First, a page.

Friday, February 15, 2013

Birth Doesn't' Require Luck

I have a little bit of a pet peeve when it comes to what people say to a mom when she says she is in labor. I know these things are said with good intentions, but when you really look at what these statements imply, it makes it sound like birth is just a game of chance.

"Good Luck!" and "Hopefully everything turns out ok!", are among the phrases I often see.

Why do we need "luck" when we give birth? I didn't feel like I had any odds to beat while I was laboring. I focused on having the birth I wanted and focused on the healthy baby I was sure I would be holding soon. I truly believe that positive thinking goes a long way, and that my positivity helped create my amazing birth. I just can't imagine managing the pressure of my contractions effectively, if I had been worried about everything that could have gone wrong.

I know I haven't posted my entire birth story here yet, but I was faced with a few situations that weren't in my dream birth plan. I decided to roll with the flow, stand firm on what I believed was right for my baby and decided to have the birth I wanted. I believe that I avoided having to use pitocin during my labor, because I decided I wasn't going to need it. Yes, I know this all sounds so tree-hugger, but have you ever realized that people who think positively, seem to have very positive lives? They see the glass as half full and decide to enjoy that half glass, instead of focusing on how things could be.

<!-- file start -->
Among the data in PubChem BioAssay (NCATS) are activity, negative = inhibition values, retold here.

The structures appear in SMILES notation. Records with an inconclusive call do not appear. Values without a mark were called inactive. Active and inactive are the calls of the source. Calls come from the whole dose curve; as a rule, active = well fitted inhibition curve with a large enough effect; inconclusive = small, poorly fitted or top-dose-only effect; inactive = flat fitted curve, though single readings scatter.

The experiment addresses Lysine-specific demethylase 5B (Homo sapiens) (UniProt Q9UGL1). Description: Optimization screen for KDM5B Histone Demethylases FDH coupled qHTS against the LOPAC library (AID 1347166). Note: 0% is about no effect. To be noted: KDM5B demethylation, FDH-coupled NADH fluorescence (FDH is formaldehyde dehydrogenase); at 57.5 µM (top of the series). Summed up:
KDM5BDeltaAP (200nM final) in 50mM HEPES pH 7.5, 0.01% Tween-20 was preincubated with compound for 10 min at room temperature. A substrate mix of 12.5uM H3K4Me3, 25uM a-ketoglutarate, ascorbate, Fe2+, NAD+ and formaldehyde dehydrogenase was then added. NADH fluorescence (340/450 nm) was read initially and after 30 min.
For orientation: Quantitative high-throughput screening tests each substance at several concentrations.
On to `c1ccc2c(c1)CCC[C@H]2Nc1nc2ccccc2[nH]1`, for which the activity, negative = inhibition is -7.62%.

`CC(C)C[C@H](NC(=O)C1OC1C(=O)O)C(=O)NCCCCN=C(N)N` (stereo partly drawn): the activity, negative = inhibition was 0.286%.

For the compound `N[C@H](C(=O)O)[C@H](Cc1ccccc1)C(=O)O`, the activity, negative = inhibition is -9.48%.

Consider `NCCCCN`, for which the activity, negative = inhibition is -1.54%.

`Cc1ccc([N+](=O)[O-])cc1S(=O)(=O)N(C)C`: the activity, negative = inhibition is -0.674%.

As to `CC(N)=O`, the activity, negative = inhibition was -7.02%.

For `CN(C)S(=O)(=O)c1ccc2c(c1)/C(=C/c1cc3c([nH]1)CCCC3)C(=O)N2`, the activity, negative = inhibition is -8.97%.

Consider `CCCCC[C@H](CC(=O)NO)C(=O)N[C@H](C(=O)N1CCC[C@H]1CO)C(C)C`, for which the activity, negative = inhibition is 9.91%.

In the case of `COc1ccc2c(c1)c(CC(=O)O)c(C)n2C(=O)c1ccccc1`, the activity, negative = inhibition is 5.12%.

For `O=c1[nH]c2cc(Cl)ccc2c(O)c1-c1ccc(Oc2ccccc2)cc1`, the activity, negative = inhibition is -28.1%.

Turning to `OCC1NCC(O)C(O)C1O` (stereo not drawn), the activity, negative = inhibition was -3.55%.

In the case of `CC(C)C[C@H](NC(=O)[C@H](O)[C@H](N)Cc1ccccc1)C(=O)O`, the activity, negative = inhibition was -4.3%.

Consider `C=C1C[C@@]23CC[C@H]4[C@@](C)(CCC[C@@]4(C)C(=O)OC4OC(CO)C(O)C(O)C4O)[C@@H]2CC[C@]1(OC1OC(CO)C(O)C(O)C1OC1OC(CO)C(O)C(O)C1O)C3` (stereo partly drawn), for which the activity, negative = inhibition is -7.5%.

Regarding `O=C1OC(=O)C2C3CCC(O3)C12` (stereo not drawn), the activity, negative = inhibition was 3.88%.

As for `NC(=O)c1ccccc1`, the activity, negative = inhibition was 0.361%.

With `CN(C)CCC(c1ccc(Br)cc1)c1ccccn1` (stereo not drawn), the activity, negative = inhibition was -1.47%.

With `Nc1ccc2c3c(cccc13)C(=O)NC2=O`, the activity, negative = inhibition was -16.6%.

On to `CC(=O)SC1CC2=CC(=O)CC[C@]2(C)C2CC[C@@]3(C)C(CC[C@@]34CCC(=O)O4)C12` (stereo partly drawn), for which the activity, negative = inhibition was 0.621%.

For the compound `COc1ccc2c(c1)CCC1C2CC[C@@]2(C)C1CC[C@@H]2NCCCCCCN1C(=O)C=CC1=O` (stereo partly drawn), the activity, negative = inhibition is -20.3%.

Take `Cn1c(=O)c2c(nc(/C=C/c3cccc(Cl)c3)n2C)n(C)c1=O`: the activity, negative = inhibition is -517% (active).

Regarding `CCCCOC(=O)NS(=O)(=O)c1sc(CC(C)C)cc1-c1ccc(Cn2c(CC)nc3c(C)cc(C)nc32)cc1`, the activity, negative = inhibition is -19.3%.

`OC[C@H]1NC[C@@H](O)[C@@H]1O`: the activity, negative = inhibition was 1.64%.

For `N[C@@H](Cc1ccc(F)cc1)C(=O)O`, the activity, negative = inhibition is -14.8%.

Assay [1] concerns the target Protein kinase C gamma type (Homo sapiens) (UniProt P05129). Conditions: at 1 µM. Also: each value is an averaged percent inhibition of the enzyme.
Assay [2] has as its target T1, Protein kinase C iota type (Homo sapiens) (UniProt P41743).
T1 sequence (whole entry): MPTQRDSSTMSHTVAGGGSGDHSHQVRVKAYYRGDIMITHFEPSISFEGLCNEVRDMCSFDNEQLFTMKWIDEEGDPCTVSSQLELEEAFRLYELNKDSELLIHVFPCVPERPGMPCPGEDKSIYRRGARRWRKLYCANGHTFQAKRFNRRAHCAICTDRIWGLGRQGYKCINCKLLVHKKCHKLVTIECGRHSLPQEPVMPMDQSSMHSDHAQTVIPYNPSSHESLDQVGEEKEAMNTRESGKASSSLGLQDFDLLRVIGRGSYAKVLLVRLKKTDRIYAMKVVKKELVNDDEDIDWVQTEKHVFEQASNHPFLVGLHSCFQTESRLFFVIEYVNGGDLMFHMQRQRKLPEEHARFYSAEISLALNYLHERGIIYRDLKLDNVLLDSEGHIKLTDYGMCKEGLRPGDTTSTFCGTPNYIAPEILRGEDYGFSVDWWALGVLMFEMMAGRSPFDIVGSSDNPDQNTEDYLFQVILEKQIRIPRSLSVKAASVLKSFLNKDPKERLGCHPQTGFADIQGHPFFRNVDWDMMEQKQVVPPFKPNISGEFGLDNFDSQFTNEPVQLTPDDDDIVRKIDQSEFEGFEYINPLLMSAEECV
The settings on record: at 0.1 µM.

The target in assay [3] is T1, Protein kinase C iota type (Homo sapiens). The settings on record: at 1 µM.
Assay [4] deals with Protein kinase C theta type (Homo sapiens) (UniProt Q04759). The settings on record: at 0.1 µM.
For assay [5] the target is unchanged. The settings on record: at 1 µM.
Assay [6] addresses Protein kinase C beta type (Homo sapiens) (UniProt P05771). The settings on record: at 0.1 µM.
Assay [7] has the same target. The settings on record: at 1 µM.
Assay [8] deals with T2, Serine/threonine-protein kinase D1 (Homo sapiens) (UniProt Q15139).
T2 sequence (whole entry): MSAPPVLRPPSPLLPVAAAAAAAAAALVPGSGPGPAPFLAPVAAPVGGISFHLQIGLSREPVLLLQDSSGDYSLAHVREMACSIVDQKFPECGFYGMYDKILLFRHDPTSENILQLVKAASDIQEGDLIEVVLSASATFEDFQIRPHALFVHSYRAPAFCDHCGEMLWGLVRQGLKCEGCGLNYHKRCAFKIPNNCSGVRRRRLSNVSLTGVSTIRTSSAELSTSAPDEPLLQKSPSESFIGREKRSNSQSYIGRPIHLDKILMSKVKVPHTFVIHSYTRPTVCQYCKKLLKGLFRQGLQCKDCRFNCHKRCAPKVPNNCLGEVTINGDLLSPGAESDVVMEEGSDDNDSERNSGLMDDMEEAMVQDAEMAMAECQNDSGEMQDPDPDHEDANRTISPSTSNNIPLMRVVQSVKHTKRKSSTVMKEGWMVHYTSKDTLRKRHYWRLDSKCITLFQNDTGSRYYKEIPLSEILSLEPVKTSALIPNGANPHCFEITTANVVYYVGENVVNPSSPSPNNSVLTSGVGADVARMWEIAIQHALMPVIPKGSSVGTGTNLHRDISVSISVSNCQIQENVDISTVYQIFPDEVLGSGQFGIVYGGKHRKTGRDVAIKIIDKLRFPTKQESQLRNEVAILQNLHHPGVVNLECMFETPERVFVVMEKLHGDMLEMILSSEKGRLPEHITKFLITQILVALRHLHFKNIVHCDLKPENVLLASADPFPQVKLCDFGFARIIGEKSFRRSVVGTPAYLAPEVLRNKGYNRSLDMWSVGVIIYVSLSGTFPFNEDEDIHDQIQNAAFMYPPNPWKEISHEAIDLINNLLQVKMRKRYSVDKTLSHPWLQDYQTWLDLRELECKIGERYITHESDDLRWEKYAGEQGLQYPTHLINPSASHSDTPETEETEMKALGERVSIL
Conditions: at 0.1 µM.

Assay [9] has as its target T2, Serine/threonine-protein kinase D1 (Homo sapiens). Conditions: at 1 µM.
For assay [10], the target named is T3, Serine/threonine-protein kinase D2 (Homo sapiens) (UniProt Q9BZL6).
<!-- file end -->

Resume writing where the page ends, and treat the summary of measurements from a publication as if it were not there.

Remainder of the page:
I didn't tell many people that I was trying to go medication free. I didn't want the opinions of others to affect my positive feelings about my labor and birth. I wanted to be excited to feel the contractions and experience every aspect of birth. I know too many women who have heard "You won't win a trophy for not having an epidural" or "You won't be able to do it without an epidural, it hurts too much". I didn't want someone to tell me what they thought I was capable of. I knew myself and my body and knew what I wanted. It just wasn't anyones business but my own. I just didn't care what anyone else thought and refused to let anyone ruin my excitement.

I also didn't tell anyone that I was being induced. I saw my labor as a special time for just me and my husband to experience. I wanted to focus on myself, and not have the distraction of people calling or texting to see if my son had been born yet. It also helped me avoid hearing statements full of good intentions, but not full of the support they thought they were giving.

Now I want to be clear, I don't judge any women for her choice of how she labors or births her child. It is her body and her choice. It is also her choice to call everyone she knows or post on Facebook that she is in labor. I just ask everyone reading this to think about how they respond when they see the announcement that a mom is in labor. Instead of wishing her luck, congratulate her! Instead of saying you hope everything turns out ok, say "You will do great!". Help that momma be confident in her body and it's ability to birth a baby.

We don't need luck, but your positivity and support is always appreciated.

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